International Business Machines Corp. (IBM) will add technology from its Watson supercomputer, known for beating humans on “Jeopardy!,” to its federal health unit before the Pentagon seeks bids on a $11 billion health-records project.
The world’s biggest computer services provider also is hiring Keith Salzman, a former chief medical information officer at the Army hospital in Tacoma, Washington, where the Pentagon plans to test the new health records project, for its U.S. federal team. Salzman will become the division’s chief medical officer, IBM said in a news release today.
IBM, whose U.S. agency contracts have slipped over the past two years, is making the changes as companies prepare to compete to deliver a new electronic medical-records system for the Defense Department. The lifecycle cost of the project may be as much as $11 billion, Jonathan Woodson, assistant secretary of defense for health affairs, said in testimony before a U.S. House appropriations subcommittee this month.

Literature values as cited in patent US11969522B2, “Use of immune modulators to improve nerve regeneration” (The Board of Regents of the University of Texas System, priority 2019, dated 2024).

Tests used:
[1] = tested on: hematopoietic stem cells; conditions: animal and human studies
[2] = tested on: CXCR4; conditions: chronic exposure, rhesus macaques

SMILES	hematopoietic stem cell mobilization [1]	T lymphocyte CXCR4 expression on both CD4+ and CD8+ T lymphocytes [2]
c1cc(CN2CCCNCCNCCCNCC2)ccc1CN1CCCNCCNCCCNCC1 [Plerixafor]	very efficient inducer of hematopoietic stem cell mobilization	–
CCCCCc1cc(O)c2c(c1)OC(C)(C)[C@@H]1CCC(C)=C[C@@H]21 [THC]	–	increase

“You have to bring a lot to the table in federal health care,” Andrew Maner, IBM’s managing partner for its U.S. federal division, said in a telephone interview. “Watson is not going to implement an electronic medical-records solution, but it can be used to make clinicians better or more efficient.”
The Armonk, New York-based company, which had $1.2 billion in U.S. agency contracts during the fiscal year that ended Sept. 30, was the government’s No. 51 supplier, according to a Bloomberg Government ranking of the top 200 vendors released April 22. It slipped six spots from the prior year, when it had about $1.5 billion in U.S. contracts.
IBM will offer technology from its Watson Group to aggregate and study clinical information for U.S. health agencies, according to the press release. Watson, an artificial-intelligence system best known for its success on the “Jeopardy!” television quiz show, can analyze large amounts of data. That may help cut costs, speed medical research and improve care, the company said in its release.
Maner declined to comment on whether IBM would compete for the records project or include Watson technology in a potential bid. It wants to see the government’s solicitation for the work first, he said.
If IBM does bid, “you need to show up with everything,” Maner said. That includes the right commercial and federal experience, the best bidding partners, as well as “innovative technology,” such as Watson, he said.
Information technology services companies such as Hewlett-Packard Co. (HPQ), based in Palo Alto, California; Leidos Holdings Inc. (LDOS), based in Reston, Virginia; and IBM are likely to bid on the Pentagon health records work, said Brian Friel, a Bloomberg Industries analyst.
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